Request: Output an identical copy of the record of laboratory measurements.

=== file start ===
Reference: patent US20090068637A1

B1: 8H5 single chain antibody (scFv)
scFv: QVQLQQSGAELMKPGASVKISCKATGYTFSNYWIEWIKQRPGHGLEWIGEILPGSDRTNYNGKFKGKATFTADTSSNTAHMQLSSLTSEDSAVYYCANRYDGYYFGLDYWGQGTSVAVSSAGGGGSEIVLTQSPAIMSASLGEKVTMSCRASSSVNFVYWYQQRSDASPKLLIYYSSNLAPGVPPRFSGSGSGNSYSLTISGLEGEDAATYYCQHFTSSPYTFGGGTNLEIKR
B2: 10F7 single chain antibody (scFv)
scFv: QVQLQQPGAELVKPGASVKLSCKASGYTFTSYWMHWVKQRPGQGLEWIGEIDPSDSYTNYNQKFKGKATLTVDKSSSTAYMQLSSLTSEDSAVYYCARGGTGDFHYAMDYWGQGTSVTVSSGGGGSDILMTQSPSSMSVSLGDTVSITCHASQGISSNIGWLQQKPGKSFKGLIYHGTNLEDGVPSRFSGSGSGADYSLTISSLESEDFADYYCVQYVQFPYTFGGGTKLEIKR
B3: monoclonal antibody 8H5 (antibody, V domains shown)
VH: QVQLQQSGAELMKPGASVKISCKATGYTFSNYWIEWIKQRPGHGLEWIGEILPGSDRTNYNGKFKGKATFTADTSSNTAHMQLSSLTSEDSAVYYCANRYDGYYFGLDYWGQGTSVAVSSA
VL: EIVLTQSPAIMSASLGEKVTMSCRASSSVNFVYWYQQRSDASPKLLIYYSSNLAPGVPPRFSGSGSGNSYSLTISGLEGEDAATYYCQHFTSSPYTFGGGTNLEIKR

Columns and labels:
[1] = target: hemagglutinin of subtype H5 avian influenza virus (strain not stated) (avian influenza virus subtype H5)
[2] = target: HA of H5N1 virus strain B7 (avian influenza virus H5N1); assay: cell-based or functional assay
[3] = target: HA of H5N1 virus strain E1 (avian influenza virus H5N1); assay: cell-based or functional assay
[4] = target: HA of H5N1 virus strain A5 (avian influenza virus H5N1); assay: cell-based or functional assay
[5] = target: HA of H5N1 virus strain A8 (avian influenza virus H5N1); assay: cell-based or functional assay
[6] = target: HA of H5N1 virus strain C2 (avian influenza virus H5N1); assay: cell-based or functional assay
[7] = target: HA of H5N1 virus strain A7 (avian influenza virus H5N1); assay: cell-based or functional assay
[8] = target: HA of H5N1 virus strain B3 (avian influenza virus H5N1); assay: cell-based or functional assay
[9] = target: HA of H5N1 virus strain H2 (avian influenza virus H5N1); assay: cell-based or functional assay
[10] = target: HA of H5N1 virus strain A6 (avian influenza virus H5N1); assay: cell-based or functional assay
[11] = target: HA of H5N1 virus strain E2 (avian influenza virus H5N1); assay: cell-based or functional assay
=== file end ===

Reference: patent US20090068637A1

B1: 8H5 single chain antibody (scFv)
scFv: QVQLQQSGAELMKPGASVKISCKATGYTFSNYWIEWIKQRPGHGLEWIGEILPGSDRTNYNGKFKGKATFTADTSSNTAHMQLSSLTSEDSAVYYCANRYDGYYFGLDYWGQGTSVAVSSAGGGGSEIVLTQSPAIMSASLGEKVTMSCRASSSVNFVYWYQQRSDASPKLLIYYSSNLAPGVPPRFSGSGSGNSYSLTISGLEGEDAATYYCQHFTSSPYTFGGGTNLEIKR
B2: 10F7 single chain antibody (scFv)
scFv: QVQLQQPGAELVKPGASVKLSCKASGYTFTSYWMHWVKQRPGQGLEWIGEIDPSDSYTNYNQKFKGKATLTVDKSSSTAYMQLSSLTSEDSAVYYCARGGTGDFHYAMDYWGQGTSVTVSSGGGGSDILMTQSPSSMSVSLGDTVSITCHASQGISSNIGWLQQKPGKSFKGLIYHGTNLEDGVPSRFSGSGSGADYSLTISSLESEDFADYYCVQYVQFPYTFGGGTKLEIKR
B3: monoclonal antibody 8H5 (antibody, V domains shown)
VH: QVQLQQSGAELMKPGASVKISCKATGYTFSNYWIEWIKQRPGHGLEWIGEILPGSDRTNYNGKFKGKATFTADTSSNTAHMQLSSLTSEDSAVYYCANRYDGYYFGLDYWGQGTSVAVSSA
VL: EIVLTQSPAIMSASLGEKVTMSCRASSSVNFVYWYQQRSDASPKLLIYYSSNLAPGVPPRFSGSGSGNSYSLTISGLEGEDAATYYCQHFTSSPYTFGGGTNLEIKR

Columns and labels:
[1] = target: hemagglutinin of subtype H5 avian influenza virus (strain not stated) (avian influenza virus subtype H5)
[2] = target: HA of H5N1 virus strain B7 (avian influenza virus H5N1); assay: cell-based or functional assay
[3] = target: HA of H5N1 virus strain E1 (avian influenza virus H5N1); assay: cell-based or functional assay
[4] = target: HA of H5N1 virus strain A5 (avian influenza virus H5N1); assay: cell-based or functional assay
[5] = target: HA of H5N1 virus strain A8 (avian influenza virus H5N1); assay: cell-based or functional assay
[6] = target: HA of H5N1 virus strain C2 (avian influenza virus H5N1); assay: cell-based or functional assay
[7] = target: HA of H5N1 virus strain A7 (avian influenza virus H5N1); assay: cell-based or functional assay
[8] = target: HA of H5N1 virus strain B3 (avian influenza virus H5N1); assay: cell-based or functional assay
[9] = target: HA of H5N1 virus strain H2 (avian influenza virus H5N1); assay: cell-based or functional assay
[10] = target: HA of H5N1 virus strain A6 (avian influenza virus H5N1); assay: cell-based or functional assay
[11] = target: HA of H5N1 virus strain E2 (avian influenza virus H5N1); assay: cell-based or functional assay